As with most accidentally discovered buried treasure, the history of the original ownership of the coins is shrouded in mystery and obscured by time. The coins had been wrapped in paper, like coins from a bank, and buried in a glass jar, apparently for safekeeping. Based on these circumstances, the district court determined that the coins were not abandoned because the condition in which the coins were found evidenced an intent to keep them safe, not an intent to voluntarily relinquish all possessory interest in them. The district court also implicitly rejected the notion that the coins were lost, noting that the coins were secreted with care in a specific place to protect them from the elements and from other people until such time as the original owner might return for them. There is no indication that the coins came to be buried through neglect, carelessness, or inadvertence. Accordingly, the district court properly concluded, as a matter of law, that the coins were neither lost nor abandoned.
The district court then determined that the modern trend favored characterizing the coins as property either embedded in the earth or mislaid-under which the right of possession goes to the landowner-rather than treasure trove-under which the right of possession goes to the finder. Although accepted by a number of states prior to 1950, the modern trend since then, as illustrated by decisions of the state and federal courts, is decidedly against recognizing the “finders keepers” rule of treasure trove. See, e.g., Klein v. Unidentified, Wrecked & Abandoned Sailing Vessel, 758 F.2d 1511 (11th Cir.1985) (treasure and artifacts from a sunken sailing ship properly characterized as embedded property); Ritz, 467 N.W.2d 266 (silver coins and currency dated prior to 1910 and 1928 gold certificates buried in cans and jars under a garage floor classified as mislaid property); Morgan v. Wiser, 711 S.W.2d 220 (Tenn.Ct.App.1985) (gold coins found buried in an iron pot properly characterized as embedded property).
Corliss argues that the district court erred in deciding that the law of treasure trove should not apply in Idaho. However, the doctrine of treasure trove has never been adopted in this state. Idaho Code § 73-116 provides: “[t]he common law of England, so far as it is not repugnant to, or inconsistent with, the constitution or laws of the United States, in all cases not provided for in these compiled laws, is the rule of decision in all courts of this state.” Nevertheless, the history of the “finders keepers” rule was not a part of the common law of England at the time the colonies gained their independence. Rather, the doctrine of treasure trove was created to determine a rightful possessor of buried Roman treasures discovered in feudal times. See Leeanna Izuel, Property Owner's Constructive Possession of Treasure Trove: Rethinking the Finders Keepers Rule, 38 U.C.L.A. L.Rev. 1659, 1666-67 (1991). And while the common law initially awarded the treasure to the finder, the crown, as early as the year 1130, exercised its royal prerogative to take such property for itself. Id. Only after the American colonies gained their independence from England did some states grant possession of treasure trove to the finder. Id. Thus, it does not appear that the “finders keepers” rule of treasure trove was a part of the common law of England as defined by Idaho Code § 73-116. We hold that the district court correctly determined that I.C. § 73-116 does not require the treasure trove doctrine to be adopted in Idaho.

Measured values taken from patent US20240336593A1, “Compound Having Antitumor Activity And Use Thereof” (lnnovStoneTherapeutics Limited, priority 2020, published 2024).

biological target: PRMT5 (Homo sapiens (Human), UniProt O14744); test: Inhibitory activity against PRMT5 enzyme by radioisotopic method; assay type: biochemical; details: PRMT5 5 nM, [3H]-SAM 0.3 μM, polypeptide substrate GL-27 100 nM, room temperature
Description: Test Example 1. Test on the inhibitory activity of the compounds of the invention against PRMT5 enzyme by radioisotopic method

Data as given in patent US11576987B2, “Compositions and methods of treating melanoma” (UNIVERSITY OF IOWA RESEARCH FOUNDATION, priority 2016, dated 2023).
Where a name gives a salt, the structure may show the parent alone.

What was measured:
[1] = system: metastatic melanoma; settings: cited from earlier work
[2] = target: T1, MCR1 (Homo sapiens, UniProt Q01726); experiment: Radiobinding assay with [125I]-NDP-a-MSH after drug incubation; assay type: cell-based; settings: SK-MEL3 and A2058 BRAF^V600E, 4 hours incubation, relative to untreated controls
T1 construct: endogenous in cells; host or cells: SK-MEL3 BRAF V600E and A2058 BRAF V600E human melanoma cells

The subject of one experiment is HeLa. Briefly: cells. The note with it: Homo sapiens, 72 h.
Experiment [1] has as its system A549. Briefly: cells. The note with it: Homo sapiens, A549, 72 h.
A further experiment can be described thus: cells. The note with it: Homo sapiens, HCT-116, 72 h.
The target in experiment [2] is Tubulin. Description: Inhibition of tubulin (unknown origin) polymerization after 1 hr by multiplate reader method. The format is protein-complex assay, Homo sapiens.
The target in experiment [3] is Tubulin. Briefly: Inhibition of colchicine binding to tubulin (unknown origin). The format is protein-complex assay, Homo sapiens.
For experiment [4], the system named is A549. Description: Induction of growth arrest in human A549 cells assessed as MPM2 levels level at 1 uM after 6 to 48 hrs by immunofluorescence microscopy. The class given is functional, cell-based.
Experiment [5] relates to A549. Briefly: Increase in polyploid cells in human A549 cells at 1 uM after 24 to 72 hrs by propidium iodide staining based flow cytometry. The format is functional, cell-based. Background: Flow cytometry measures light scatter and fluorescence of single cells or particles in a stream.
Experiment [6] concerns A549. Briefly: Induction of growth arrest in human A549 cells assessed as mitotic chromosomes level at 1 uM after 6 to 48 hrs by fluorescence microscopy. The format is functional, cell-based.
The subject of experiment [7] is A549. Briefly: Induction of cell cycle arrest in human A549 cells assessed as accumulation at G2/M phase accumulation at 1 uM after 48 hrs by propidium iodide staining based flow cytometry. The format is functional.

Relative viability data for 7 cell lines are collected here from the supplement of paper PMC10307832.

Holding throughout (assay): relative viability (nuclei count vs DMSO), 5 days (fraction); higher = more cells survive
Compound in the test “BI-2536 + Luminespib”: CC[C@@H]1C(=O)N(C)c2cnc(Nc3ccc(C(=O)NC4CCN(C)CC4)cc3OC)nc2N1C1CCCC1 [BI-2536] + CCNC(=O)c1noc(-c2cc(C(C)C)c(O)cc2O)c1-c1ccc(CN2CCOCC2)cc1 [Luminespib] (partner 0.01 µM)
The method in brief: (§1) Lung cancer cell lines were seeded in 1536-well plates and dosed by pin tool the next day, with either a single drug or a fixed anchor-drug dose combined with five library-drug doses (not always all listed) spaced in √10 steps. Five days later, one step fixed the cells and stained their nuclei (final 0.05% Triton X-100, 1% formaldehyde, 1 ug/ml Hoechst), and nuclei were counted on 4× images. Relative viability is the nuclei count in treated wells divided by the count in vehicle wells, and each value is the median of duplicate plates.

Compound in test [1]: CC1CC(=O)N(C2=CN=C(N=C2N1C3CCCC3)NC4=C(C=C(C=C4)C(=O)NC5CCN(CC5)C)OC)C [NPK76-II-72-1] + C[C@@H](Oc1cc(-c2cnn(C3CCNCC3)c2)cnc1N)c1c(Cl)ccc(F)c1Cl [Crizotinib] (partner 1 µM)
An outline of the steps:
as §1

Additionally, we conclude that the rule of treasure trove is of dubious heritage and misunderstood application, inconsistent with our values and traditions. The danger of adopting the doctrine of treasure trove is laid out in Morgan, 711 S.W.2d at 222-23:
[We] find the rule with respect to treasure-trove to be out of harmony with modern notions of fair play. The common-law rule of treasure-trove invites trespassers to roam at large over the property of others with their metal detecting devices and to dig wherever such devices tell them property might be found. If the discovery happens to fit the definition of treasure-trove, the trespasser may claim it as his own. To paraphrase another court: The mind refuses consent to the proposition that one may go upon the lands of another and dig up and take away anything he discovers there which does not belong to the owner of the land. [citation omitted]
The invitation to trespassers inherent in the rule with respect to treasure-trove is repugnant to the common law rules dealing with trespassers in general. The common-law made a trespass an actionable wrong without the necessity of showing any damage therefrom. Because a trespass often involved a breach of the peace and because the law was designed to keep the peace, the common law dealt severely with trespassers.
Recognizing the validity of the idea that the discouragement of trespassers contributes to the preservation of the peace in the community, we think this state should not follow the common law rule with respect to treasure-trove. Rather, we adopt the rule suggested in the concurring opinion in Schley v. Couch, [ ․ ] which we restate as follows:
Where property is found embedded in the soil under circumstances repelling the idea that it has been lost, the finder acquires no title thereto, for the presumption is that the possession of the article found is in the owner of the locus in quo.